COSTA MESA - In response to Governor Newsom's announcement of the Health Corp initiative which seeks to expand the number of healthcare professionals in California in the midst of the COVID-19 outbreak, Senator John Moorlach released the following statement:
“While I am thrilled to get medical professionals back into this fight against a deadly virus through the newly establish Health Corps, we need to be more intentional in our action to accommodate thousands of critical nursing students who may not be able to graduate because of rules restricted by the pandemic.
“As I wrote to Gov. Gavin Newsom last week, we need to prudently and expeditiously get 14,000 nursing students into the front lines of this battle with coronavirus who may not graduate under the current situation. These nurses are eager to do what they have been training years to do – help people and save lives.
“I am asking the Department of Consumer Affairs and Board of Registered Nursing to use the power granted in the Governor's executive order and adjust the graduation requirements to get these great nurses to work quickly.”
Senator Moorlach had previously called on the Governor to adjust the clinical hour education requirements for California nursing students. Nursing students in their final year of school are currently unable to graduate as a result of course cancellations and a strict regulation only allowing 25% of required clinical hours to be conducted in a simulation environment. Adjusting the requirement to 50% could allow an estimated 14,000 nurses to become licensed and treat patients immediately.
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Newsom acts to increase number of health workers in California but some say his order doesn’t go far enough
MARCH 31, 2020
By Ashley A. Smith
California Gov. Gavin Newsom on Monday encouraged thousands of medical, health and nursing students across the state to join the state’s new Health Corps initiative to help the state fight the effects of the coronavirus. Newsom launched the initiative Monday to increase the number of health care professionals needed to fight the pandemic which is expected to surge in upcoming weeks.
“If you’re a nursing school student or a medical school student, we need you,” Newsom said.
Newsom said the state could add about 37,000 healthcare workers, including those who are retired and students. To help them join the workforce, Newsom signed an executive order allowing state licensing boards to waive some of their requirements and decide how they would issue temporary licenses.
But the creation of the new Corps and Newsom’s call to action doesn’t completely resolve an issue that could delay up to 14,000 nursing students from graduating and getting into the workforce just when the state needs them.
Some students and instructors, who have been eager to answer the state’s call to help stop the spread of the virus wanted the governor to go a step further and order the California Board of Registered Nursing to temporarily change its policy on clinical rotations to allow them to graduate on-time or ahead of schedule.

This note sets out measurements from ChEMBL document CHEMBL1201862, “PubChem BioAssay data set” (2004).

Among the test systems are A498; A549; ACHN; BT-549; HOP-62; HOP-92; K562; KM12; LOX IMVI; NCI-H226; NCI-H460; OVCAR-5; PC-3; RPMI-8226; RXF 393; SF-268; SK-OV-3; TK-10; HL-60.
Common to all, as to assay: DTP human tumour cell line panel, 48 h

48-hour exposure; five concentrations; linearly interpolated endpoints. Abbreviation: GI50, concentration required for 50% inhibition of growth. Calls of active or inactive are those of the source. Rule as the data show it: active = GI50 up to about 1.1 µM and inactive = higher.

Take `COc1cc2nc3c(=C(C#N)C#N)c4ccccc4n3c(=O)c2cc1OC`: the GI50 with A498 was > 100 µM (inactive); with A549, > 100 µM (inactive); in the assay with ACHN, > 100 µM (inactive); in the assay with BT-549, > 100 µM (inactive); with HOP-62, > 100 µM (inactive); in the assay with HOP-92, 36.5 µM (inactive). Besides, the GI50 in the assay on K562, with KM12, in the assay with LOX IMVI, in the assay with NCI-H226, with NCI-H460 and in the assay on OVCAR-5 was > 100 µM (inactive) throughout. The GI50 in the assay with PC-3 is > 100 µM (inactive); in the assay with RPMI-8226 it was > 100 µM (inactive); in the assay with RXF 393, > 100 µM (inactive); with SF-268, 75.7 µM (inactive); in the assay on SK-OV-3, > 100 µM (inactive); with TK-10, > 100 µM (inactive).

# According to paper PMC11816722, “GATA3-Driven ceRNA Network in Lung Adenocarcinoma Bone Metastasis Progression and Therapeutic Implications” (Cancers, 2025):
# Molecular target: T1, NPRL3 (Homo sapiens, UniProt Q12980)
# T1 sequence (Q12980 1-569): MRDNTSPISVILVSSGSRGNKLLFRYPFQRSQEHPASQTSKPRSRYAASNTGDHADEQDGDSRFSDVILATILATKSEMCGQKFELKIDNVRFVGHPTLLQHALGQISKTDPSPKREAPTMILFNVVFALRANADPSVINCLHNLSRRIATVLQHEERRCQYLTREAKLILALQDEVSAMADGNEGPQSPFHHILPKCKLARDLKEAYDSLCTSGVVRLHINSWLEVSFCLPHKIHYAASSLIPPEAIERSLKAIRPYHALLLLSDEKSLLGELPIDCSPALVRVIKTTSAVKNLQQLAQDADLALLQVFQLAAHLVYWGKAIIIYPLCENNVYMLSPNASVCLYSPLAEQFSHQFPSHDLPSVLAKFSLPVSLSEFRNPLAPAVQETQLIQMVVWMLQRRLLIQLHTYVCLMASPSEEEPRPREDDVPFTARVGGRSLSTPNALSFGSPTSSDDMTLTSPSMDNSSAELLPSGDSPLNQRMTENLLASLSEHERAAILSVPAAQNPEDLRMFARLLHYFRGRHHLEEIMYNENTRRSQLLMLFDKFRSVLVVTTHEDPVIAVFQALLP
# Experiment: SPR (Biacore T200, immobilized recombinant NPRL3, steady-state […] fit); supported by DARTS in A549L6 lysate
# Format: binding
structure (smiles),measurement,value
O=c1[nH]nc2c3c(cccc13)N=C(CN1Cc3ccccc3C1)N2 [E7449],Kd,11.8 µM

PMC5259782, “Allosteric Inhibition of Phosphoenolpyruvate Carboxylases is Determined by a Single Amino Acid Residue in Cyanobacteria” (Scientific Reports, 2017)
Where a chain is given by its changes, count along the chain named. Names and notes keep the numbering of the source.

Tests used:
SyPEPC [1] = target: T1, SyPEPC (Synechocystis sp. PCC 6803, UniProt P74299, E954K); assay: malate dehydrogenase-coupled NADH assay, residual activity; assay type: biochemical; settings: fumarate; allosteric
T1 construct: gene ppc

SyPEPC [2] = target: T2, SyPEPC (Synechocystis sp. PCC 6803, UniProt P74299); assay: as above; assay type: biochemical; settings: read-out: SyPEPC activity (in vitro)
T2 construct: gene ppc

One solution offered by nursing instructors and students across the state would be lowering the percentage of clinical rotations conducted with patients from 75 percent to 50 percent. Students would complete the other 50 percent of their clinical practice through what are called “virtual simulations,” which recreates the health care situations and incidents online, especially since many campuses have moved their in-person instruction online. Current regulations allow 25 percent of clinical rotations to be completed with simulations.
Newsom’s order allows the state Department of Consumer Affairs, which oversees the nursing board, to waive licensing requirements and change the scope of practice of healthcare professions through June 30. The department must work with each licensing board to determine exactly what will change.
But Sharon Goldfarb, dean of health sciences at the College of Marin in Kentfield north of San Francisco and president of the northern division of the California Organization of Associate Degree Nursing, said the nursing board is not acting quickly enough. “We appreciate Gov. Newsom’s initial response but what he’s done is put the power in the (nursing board’s) hands and they’re not doing anything,” she said referring to the waivers.
Goldfarb, who has been contacting state lawmakers and the nursing board to make changes, said the board has been slow to act.
“I don’t know what we can do but go back to writing legislators and getting students to be politically active. But we’re on a timeline. Our semester is ending.”
State Sen. John Moorlach, R-Costa Mesa, called the Health Corps a “critical first step,” but it is essential the consumer affairs department eases barriers for medical professionals wanting to help with the coronavirus response, he said.
“I sent a letter last week requesting the California Board of Registered Nursing adjusts its strict clinical hour graduation requirements for nursing students,” he said. “Until this issue is fully resolved, I will continue to monitor the situation and work to ensure the bureaucracy does not get in the way of patient care.”
It’s not immediately clear what effect being in the Health Corps will have on medical and health students who are nearing graduation, or when they would be able to complete licensing requirements.